Duke University
  • Collaborative Optically Disaggregated Arrays of Extreme-MIMO Radio Units
    University of California, Berkeley, Boston University, University of California Los Angeles
  • Deep Learning and Signal Processing Using Silicon Photonics and Digital CMOS Circuits for Ultra-Wideband Spectrum Perception
    Florida International University, Northeastern University, University of Arkansas, University of Delaware
  • Electronic-Photonic Heterogeneous Integration for Sensing Above 1 THz
    University of California Los Angeles
  • Heterogeneous Integration in Power Electronics for High-Performance Computing
    Northeastern University, Cornell University
  • Indium Selenides Based Back End of Line Neuromorphic Accelerators
    The Pennsylvania State University, University of Pennsylvania, Yale University
  • Monolithic 3D Integration (M3D) of 2D Materials-Based CFET Logic Elements towards Advanced Microelectronic
    Washington University in St. Louis, Massachusetts Institute of Technology, University of California Los Angeles, The University of Texas at Austin
  • Substrate-Inverted Multi-Material Integration Technology
    Massachusetts Institute of Technology, Dartmouth, University of Delaware
  • Thermal Co-Design for Heterogeneous Integration of Low Loss Electromagnetic and RF Systems
    Oregon State University, Florida International University, University of South Florida

Topic 3: New Materials for Energy Efficient, Enhanced-Performance and Sustainable Semiconductor-Based Systems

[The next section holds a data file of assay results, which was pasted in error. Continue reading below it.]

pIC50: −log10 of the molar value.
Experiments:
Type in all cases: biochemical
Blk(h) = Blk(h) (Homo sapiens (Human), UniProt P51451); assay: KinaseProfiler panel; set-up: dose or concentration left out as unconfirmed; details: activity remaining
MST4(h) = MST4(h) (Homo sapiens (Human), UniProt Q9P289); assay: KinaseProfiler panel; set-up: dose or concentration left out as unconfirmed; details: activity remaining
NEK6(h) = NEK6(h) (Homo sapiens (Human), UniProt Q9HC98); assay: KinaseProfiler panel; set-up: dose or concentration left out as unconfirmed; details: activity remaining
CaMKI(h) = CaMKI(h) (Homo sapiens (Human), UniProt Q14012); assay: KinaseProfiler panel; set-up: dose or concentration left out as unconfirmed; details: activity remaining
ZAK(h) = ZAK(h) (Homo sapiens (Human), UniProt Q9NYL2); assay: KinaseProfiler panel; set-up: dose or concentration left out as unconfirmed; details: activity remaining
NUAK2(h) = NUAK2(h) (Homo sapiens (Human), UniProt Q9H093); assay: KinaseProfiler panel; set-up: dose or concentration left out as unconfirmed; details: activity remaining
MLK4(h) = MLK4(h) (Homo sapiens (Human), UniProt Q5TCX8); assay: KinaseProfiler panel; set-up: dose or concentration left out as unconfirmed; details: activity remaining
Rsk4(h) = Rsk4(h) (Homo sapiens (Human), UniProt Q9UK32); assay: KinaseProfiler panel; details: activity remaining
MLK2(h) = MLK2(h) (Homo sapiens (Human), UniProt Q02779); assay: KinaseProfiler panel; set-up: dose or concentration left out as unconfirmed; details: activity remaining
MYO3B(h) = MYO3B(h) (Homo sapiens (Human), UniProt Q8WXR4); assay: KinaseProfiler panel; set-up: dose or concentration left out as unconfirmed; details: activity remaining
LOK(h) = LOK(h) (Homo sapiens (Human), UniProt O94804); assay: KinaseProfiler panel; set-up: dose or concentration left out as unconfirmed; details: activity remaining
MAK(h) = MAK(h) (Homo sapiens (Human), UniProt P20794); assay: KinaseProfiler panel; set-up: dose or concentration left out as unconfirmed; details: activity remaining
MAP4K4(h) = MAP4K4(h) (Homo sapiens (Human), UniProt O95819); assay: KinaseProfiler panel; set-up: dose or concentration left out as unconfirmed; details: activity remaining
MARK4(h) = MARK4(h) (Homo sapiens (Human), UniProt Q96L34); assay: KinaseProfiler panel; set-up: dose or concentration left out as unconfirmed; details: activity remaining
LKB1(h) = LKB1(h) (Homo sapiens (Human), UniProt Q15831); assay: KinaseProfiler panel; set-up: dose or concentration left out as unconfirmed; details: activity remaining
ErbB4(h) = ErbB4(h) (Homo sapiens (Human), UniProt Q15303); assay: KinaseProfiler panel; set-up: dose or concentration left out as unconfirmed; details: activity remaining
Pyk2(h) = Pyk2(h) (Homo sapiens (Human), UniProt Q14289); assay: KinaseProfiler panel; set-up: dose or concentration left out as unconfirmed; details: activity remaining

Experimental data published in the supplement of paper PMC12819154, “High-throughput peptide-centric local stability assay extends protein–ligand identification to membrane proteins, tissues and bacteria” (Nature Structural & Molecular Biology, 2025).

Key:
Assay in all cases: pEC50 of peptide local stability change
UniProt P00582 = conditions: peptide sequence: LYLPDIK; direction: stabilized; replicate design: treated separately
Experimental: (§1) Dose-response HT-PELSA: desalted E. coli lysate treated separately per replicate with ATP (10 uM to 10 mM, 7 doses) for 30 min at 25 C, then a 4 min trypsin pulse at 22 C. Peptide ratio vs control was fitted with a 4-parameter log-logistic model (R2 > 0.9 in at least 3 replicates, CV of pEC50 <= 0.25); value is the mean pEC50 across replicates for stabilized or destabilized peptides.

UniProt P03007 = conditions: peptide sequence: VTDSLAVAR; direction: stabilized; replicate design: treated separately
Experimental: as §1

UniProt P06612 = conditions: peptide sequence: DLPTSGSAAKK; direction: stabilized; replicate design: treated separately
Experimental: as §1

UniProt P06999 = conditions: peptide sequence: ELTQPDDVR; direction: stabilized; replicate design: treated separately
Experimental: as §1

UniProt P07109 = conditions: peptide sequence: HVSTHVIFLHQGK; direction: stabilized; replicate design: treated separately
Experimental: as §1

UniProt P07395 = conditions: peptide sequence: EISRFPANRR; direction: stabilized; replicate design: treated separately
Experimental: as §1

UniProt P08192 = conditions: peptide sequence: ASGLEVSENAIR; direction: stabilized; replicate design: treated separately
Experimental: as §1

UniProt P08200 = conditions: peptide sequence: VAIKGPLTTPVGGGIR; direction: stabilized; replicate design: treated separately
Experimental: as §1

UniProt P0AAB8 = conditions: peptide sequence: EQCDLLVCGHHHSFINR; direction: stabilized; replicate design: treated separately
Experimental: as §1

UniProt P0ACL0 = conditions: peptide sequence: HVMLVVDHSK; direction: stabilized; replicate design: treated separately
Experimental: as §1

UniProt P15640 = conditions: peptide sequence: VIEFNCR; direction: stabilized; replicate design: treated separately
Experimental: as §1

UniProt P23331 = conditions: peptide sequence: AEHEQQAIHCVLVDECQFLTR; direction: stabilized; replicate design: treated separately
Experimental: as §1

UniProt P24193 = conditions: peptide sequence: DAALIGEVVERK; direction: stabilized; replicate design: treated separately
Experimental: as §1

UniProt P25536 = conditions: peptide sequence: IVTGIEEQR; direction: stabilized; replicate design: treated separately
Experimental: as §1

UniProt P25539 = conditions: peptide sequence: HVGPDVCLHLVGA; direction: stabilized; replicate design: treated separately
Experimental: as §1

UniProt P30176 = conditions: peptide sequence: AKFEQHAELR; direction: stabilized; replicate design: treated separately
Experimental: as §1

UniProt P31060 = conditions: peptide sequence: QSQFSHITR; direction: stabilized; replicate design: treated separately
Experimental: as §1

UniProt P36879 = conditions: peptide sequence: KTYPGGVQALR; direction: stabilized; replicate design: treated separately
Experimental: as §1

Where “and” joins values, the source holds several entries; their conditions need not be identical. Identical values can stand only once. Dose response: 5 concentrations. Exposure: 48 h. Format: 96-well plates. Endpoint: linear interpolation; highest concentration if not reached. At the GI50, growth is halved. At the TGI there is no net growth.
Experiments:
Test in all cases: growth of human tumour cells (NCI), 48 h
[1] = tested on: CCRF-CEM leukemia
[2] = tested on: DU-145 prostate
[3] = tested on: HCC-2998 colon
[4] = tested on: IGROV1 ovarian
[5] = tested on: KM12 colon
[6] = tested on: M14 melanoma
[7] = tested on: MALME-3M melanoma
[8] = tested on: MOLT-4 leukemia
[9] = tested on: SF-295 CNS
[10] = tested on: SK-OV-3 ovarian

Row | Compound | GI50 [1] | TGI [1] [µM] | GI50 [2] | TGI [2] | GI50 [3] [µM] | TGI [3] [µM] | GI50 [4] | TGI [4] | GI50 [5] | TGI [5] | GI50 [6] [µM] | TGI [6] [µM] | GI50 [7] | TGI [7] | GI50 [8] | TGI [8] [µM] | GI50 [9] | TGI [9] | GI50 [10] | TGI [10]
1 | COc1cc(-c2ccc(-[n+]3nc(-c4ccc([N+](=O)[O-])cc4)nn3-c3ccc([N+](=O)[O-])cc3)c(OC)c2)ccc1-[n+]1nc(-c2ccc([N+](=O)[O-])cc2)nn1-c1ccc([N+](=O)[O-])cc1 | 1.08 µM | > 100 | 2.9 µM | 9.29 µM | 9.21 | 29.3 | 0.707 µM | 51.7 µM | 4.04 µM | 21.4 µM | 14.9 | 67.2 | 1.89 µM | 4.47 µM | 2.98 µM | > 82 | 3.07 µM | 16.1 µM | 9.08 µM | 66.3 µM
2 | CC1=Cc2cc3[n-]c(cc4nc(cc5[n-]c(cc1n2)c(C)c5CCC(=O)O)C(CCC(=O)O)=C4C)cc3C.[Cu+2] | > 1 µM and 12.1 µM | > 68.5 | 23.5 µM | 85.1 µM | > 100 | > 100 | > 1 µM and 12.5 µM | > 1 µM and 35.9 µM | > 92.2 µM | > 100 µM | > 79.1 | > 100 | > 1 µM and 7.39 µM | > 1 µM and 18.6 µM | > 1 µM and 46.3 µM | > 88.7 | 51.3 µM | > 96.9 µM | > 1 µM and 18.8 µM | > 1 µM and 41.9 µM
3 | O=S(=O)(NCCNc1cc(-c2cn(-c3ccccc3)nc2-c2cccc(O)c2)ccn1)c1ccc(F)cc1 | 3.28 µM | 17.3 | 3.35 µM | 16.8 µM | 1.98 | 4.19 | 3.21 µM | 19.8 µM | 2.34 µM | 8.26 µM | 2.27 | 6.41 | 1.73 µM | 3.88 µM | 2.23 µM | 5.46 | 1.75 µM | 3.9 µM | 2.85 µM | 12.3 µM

• GeSnO2 Alloys for Next-Generation Semiconductor Devices
    University of Michigan-Ann Arbor, University of Minnesota Twin Cities
  • Heterogeneous Integration of III-Nitride and Boron Arsenide for Enhanced Thermal and Electronic Performance
    The University of Texas at Austin, The Ohio State University, University of Michigan-Ann Arbor, The University of Texas at Dallas
  • High-throughput Discovery of Phase Change Materials for Co-designed Electronic and Optical Computational Devices (PHACEO)
    University of Maryland, College Park, Howard University, Massachusetts Institute of Technology, University of Washington in Seattle
  • Interconnects with Co-Designed Materials, Topology, and Wire Architecture
    Rensselaer Polytechnic Institute, Cornell University, University of Notre Dame
  • Polymer SWIR Photodiodes for Focal Plane Arrays
    North Carolina State University, University of North Carolina at Chapel Hill
  • Precise Sequence Specific Block Copolymers for Directed Self-Assembly - Co-design of Lithographic Materials for Pattern Quality, Scaling and Manufacturing
    The University of Chicago
  • Spin Gapless Semiconductors and Effective Spin Injection Design for Spin-Orbit Logic
    University of Cincinnati, Illinois Institute of Technology, Iowa State University, Northern Illinois University, The University of Alabama
  • Ultra-Low-Energy Logic-in-Memory Computing Using Multiferroic Spintronics
    Rice University

In addition to significant investment by NSF, including leveraging the $200 million appropriated by the "CHIPS and Science Act of 2022" for a CHIPS for America Workforce and Education Fund, these awards will be supported in part by Ericsson, IBM, Intel, and Samsung, which have committed to providing annual contributions through NSF. (Partnership details are available in NSF FuSe solicitation 23-552.)